This was a great post from my fabulous colleague Dionna at MomsRising.org.
What's $1.00 minus .78 cents? It's the difference between your salary and the salary of your male counterparts. If you're a woman of color, you can subtract at least an additional 10 cents, and for single mothers you can take away even more. That's right: Just sixty cents to a man's dollar.
We don't think so either. That's why MomsRising members pushed for passage of the Lilly Ledbetter Fair Pay Act earlier this year, and is now pushing for the next step toward fair pay for women in the workplace: The Paycheck Fairness Act has passed the U.S. House and is now moving in the U.S. Senate. Your voices played a huge role in the passage of the Ledbetter Fair Pay Act, and now we have an opportunity to use our voices again to move us all another step closer to fair pay.
Tell your Senators that more than 50% of the labor force are now women, but we still need equal pay for equal work. Urge them now to support of the Paycheck Fairness Act:
It's no coincidence that we're sending you this message today: Tuesday, April 28, is Equal Pay Day, which marks the point in 2009 when the average woman's wages will finally catch up with the wages paid to the average man in 2008. The day is an important reminder of the persistent wage gap and the urgent need to take action to ensure we close this gap.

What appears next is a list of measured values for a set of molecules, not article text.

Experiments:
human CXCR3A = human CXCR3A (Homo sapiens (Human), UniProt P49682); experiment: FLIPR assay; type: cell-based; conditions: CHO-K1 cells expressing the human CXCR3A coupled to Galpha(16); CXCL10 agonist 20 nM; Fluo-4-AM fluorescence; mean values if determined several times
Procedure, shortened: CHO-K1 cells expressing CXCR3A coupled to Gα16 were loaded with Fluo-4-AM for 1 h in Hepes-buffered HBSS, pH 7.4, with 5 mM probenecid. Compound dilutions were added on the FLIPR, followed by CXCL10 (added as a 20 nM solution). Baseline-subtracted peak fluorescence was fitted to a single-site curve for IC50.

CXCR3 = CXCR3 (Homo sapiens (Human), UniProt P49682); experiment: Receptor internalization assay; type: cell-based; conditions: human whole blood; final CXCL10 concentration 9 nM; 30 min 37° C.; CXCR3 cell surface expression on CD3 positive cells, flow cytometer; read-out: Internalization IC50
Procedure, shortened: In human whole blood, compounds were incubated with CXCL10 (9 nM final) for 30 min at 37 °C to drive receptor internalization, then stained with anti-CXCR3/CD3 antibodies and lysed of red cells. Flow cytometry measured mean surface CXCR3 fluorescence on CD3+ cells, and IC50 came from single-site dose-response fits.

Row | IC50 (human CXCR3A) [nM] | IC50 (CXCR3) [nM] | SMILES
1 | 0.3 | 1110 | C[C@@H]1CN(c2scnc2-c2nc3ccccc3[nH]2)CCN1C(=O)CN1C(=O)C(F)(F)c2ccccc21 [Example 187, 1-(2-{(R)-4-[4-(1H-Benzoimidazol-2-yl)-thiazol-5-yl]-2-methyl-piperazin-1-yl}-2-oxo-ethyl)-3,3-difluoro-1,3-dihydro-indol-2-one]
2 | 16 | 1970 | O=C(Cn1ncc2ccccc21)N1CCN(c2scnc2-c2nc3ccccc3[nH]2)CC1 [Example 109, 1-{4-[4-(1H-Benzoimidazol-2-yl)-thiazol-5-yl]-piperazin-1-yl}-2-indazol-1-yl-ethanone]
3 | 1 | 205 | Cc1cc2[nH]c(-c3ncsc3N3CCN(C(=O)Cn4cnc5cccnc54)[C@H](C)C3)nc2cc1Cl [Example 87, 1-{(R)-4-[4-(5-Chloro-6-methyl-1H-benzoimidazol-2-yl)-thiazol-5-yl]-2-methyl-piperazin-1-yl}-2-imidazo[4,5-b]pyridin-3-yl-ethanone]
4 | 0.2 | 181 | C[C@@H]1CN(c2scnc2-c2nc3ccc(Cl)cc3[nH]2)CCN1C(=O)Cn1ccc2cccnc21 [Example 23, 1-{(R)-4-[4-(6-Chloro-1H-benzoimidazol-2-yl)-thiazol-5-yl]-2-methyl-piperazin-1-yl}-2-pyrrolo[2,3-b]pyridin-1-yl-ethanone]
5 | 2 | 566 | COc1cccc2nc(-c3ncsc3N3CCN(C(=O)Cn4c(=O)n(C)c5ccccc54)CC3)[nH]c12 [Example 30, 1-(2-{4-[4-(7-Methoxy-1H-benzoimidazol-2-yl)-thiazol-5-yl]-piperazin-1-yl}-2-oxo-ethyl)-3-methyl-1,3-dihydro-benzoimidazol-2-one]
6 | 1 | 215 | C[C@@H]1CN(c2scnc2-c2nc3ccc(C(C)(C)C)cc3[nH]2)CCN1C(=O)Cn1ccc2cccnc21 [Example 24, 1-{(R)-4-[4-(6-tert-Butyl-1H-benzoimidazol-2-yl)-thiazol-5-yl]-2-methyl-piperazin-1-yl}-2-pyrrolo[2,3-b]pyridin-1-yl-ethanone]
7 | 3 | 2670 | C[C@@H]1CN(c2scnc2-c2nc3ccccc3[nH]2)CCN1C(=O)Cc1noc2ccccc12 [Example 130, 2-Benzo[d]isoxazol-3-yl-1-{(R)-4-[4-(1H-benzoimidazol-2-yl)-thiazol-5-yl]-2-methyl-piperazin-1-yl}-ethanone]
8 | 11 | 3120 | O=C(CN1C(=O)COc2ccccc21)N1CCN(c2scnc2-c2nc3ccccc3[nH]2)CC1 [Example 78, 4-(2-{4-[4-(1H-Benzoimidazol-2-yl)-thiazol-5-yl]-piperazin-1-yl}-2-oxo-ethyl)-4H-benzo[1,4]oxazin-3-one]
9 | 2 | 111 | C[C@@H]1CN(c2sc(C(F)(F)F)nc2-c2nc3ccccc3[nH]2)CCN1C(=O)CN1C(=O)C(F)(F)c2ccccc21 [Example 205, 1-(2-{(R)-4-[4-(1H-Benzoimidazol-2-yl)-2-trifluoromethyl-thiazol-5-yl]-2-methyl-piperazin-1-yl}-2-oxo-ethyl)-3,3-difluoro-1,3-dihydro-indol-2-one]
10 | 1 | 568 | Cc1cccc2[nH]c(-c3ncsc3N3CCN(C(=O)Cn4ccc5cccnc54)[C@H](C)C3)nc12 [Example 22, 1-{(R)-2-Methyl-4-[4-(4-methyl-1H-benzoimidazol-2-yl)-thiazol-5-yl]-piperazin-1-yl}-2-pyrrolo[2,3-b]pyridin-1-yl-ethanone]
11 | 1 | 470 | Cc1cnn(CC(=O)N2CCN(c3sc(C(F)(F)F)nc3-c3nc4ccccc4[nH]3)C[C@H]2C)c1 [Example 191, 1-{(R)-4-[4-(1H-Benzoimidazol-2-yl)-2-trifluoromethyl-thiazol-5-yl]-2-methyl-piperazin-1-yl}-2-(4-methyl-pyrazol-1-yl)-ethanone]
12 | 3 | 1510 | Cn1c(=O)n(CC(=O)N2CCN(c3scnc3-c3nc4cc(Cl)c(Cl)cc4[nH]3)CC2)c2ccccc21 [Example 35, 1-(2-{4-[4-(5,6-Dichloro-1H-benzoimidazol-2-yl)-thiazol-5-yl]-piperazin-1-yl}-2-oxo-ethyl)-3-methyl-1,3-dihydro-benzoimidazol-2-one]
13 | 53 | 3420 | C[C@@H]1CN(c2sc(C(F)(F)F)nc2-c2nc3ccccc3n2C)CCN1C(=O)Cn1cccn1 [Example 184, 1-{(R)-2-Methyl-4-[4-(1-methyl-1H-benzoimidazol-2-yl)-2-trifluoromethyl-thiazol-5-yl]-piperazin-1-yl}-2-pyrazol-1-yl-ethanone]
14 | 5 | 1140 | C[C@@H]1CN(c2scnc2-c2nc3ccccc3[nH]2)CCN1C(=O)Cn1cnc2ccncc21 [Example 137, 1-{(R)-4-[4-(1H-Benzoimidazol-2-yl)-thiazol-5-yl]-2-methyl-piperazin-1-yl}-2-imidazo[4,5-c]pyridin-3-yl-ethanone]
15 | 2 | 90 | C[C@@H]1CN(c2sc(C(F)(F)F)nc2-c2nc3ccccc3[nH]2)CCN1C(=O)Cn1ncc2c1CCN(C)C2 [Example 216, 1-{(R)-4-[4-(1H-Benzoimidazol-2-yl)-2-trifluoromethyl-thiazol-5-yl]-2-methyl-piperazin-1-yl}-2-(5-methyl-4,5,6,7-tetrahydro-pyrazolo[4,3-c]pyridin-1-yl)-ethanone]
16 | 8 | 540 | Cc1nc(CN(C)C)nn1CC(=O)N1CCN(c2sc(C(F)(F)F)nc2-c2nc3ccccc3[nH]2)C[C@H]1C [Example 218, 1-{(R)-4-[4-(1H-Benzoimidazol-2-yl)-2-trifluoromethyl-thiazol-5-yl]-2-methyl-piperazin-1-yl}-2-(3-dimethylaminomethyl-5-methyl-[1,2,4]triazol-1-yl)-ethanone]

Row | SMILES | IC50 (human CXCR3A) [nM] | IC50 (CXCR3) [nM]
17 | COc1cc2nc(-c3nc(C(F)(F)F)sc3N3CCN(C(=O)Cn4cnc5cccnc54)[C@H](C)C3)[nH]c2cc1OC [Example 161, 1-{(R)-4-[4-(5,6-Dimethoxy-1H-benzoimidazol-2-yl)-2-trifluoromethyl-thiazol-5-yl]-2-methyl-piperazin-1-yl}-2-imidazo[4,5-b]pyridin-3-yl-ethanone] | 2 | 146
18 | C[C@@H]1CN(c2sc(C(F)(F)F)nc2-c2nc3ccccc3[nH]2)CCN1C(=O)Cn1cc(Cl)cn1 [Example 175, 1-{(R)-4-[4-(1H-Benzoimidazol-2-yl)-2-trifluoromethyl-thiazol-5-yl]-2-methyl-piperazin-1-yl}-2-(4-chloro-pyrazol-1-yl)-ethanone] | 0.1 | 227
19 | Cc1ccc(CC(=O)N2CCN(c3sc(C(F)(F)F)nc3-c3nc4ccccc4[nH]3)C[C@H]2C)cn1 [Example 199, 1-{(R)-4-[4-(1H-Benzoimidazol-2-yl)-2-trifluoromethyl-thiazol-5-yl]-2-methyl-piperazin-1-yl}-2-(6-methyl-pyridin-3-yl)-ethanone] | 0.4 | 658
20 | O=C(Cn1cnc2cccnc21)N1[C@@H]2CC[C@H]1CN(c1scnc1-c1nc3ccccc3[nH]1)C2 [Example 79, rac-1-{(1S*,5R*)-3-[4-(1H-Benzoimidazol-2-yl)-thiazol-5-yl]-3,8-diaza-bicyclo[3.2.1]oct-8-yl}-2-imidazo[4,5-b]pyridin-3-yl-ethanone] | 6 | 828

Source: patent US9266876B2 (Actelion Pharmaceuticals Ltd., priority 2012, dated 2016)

*Please spread the word far and wide today in honor of Equal Pay Day. Tell friends and family that today is the day to make your voice heard.
Why does the wage gap matter anyway (beside the obvious!)? Whether you're in a one or two person household, equal pay is critical to supporting a family, especially in these tough economic times. One study estimated that over a lifetime, a woman's wages are anywhere from $700,000 to $2 million dollars less than a man's .
And the problem runs deeper than just wage discrimination: A recent study found that with equal resumes, mothers were 79% less likely to be hired than non-mothers ; and another recent study found that given equal resumes, mothers were offered $11,000 lower starting salaries than their equally qualified non-mother counterparts (Fathers were offered $6,000 more than their non-father counterparts).
Turns out the wage gap is pretty big deal after all. But we have a real opportunity to help even the odds.
The Paycheck Fairness Act deters wage discrimination by:
* Closing loopholes in the law that allow for discrimination.
* Protecting workers from retaliation against workers who disclose their wages.
* Allowing women to receive the same remedies in court for pay discrimination as those subjected to discrimination based on race and national origin.
We took an important step toward paycheck fairness with the passage of the Lilly Ledbetter Act at the start of this year, and now with that victory in hand we need to keep up the momentum and ensure that women everywhere get equal pay. Paycheck fairness helps women and families, and it just makes sense.
With everything happening right now around the country, Congress has a full plate. Let's make sure this is one thing that doesn't fall off. Take action today!
Thanks for all you do
 Shelley Correll, Stephen Benard & In Paik, Getting a Job: Is there a Motherhood Penalty, 112 The Am. J. of Soc. 1297 (2007).